Beating the Sunday Scaries will take practice, especially if we have a bad case of them. We’ll end up doing it over and over and over: have the thought, notice the thought, and let the thought go. But doubling down on meditation for Sunday Scaries really does help retrain how we think. One study found that Headspace reduces stress in 10 days, and 30 days of Headspace reduced stress by a third. Just five or 10 minutes a day can help us feel more prepared to tackle the challenges of the week ahead more comfortably and confidently.
As we get better at letting go of Sunday work thoughts, we free up space in our mind that was spent worrying for something practical and beneficial: seeing our options more clearly.
With this new perspective, we realize we can change certain things that contribute to the Sunday Scaries, right now. Maybe we delete work-related apps off our personal devices, schedule “no meeting” times throughout the work week (and stick to them!), or even practice a short meditation in between client meetings. In this less reactive, more observational state, we might even feel like it’s time to really shake things up, like level with our boss about our overwhelming workload or start hunting for a job at a company that’s a better fit.
Research shows how we speak to ourselves has a powerful impact on our mental and physical health, including managing stress.
If we experience constant negative self-talk about work, it’s hard to hear anything else. We believe our self-talk and assume how we feel in the moment reflects the way things are — “I feel it, so it must be true.” In reality, that’s not always the case. Our thoughts and feelings don’t need to control our moods or behavior. Meditation won’t stop negative self-talk. But it will help us put more space between our thoughts and chatter that drag us down, so we have the chance to choose kinder words. “I hate my commute,” could turn into: “I have a long commute, but it’s my podcast catch-up time.” When we choose less critical words, we train our brain to stop automatically stressing about it. Practice Sunday self-care.
We can also rewire associations of “Sundays = anxiety” by doing things that make us feel good at the end of the weekend. This way, Sundays become a day we start to cherish or look forward to.
For some, sitting down to meditate may be the perfect Sunday self-care routine. We might also think about the things that bring us joy and make a point to schedule those activities — including resting or doing nothing — on Sundays.
Creating a practical intention on Sundays for the week ahead can help us navigate workplace stressors more effectively. Why? We’re choosing to act a certain way, even though we don’t have to. We’re making a commitment to ourselves, for our sake.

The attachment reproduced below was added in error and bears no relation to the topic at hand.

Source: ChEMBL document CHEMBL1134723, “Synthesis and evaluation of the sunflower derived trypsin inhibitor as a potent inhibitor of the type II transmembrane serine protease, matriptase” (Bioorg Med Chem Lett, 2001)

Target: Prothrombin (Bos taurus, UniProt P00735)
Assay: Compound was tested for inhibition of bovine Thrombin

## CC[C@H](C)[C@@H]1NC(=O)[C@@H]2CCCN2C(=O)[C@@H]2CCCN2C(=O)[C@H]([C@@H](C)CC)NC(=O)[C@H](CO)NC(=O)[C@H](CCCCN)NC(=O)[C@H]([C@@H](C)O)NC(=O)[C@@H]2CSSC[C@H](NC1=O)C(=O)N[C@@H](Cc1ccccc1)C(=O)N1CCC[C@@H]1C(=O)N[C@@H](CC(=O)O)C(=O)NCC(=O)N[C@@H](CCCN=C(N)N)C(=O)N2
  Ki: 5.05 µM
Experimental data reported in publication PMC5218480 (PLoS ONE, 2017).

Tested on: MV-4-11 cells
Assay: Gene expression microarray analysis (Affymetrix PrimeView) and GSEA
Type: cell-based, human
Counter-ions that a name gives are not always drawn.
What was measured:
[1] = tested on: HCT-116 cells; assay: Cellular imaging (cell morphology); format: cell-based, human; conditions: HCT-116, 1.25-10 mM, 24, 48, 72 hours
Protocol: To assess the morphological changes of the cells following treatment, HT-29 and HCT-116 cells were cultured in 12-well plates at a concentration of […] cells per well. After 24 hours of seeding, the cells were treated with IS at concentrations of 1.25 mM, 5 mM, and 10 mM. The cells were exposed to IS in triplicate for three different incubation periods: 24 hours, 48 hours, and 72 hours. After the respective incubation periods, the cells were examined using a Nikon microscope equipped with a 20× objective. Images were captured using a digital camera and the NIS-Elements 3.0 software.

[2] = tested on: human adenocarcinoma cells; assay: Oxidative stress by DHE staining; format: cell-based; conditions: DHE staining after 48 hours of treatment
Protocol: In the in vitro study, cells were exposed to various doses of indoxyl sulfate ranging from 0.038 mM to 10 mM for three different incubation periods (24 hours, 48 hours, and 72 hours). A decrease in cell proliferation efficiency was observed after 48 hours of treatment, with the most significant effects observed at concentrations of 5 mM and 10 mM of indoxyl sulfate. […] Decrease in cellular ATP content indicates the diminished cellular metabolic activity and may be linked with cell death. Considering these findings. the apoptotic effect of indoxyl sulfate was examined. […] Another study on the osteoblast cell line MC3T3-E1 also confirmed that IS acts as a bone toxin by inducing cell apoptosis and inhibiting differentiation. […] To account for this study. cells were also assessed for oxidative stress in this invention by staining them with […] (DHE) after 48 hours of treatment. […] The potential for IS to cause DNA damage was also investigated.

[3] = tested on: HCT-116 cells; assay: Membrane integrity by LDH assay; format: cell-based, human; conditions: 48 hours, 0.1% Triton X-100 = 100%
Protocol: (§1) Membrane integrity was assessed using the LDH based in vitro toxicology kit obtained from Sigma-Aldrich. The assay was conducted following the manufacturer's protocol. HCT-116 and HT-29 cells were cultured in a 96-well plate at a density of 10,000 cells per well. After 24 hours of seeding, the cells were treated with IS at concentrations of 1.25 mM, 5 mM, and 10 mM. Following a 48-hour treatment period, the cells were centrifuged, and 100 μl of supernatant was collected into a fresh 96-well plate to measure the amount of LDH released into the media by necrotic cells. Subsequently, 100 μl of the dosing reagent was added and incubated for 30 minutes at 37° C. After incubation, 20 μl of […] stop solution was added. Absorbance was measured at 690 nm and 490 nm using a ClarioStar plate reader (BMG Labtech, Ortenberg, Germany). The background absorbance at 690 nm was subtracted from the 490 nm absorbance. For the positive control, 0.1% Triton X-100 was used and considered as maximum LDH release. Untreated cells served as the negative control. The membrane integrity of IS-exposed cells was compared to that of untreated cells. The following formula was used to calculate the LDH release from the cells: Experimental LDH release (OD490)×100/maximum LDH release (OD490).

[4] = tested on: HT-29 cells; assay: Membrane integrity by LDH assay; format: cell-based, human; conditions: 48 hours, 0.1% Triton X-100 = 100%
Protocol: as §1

Headspace co-founder and former Buddhist monk Andy Puddicombe says, “The clearer your intention, the more likely it is to happen and the more likely you are to experience the benefits.” And remember, the way we speak to ourselves is really important. So use supportive language when we state our intentions, versus using demanding words like “I must” or “I need to.”
Try: “This week, I want to listen to others more.” “Starting Monday, I’ll practice patience.” “My aim for this week is to try to take feedback less personally.”
If we’re determined to live it up on weekends and perform well at work, the best thing we can do to connect with the moment and accomplish more is to stop multitasking. Plenty of research shows that our productivity tanks when we multitask. As little as a three-second distraction can produce significantly worse results.
It’s a hard truth: multitasking is a waste of time. So the next time we have work that needs to be done or downtime that deserves to be enjoyed, try approaching the task mindfully, giving full focus to that one thing for a specific amount of time, with as little distraction as possible. With practice, we might start experiencing a flow state, totally in the zone, immersed in what we’re doing, and working (or relaxing) with a sense of fulfillment.
The Headspace app has hundreds of guided exercises to help you build your practice. Start by searching these three meditations to help you manage Sunday anxiety and work stress. A happier, healthier you is a few breaths away.
Identify Anxious Thoughts video. It’s not uncommon to feel anxious at the start of a new week. This exercise is about identifying anxious feelings and coming back to the body.
For the Weekend meditation. Avoid carrying the weight of the week into your well-earned days off. Practice letting go of the past so that you can enjoy the valuable down-time (and the present).
Easing Into Work video. Rushing into your week can often have an opposite desired effect, making it more difficult to focus and get things done. Try slowing down instead with this mini-meditation to help you settle into your week with ease.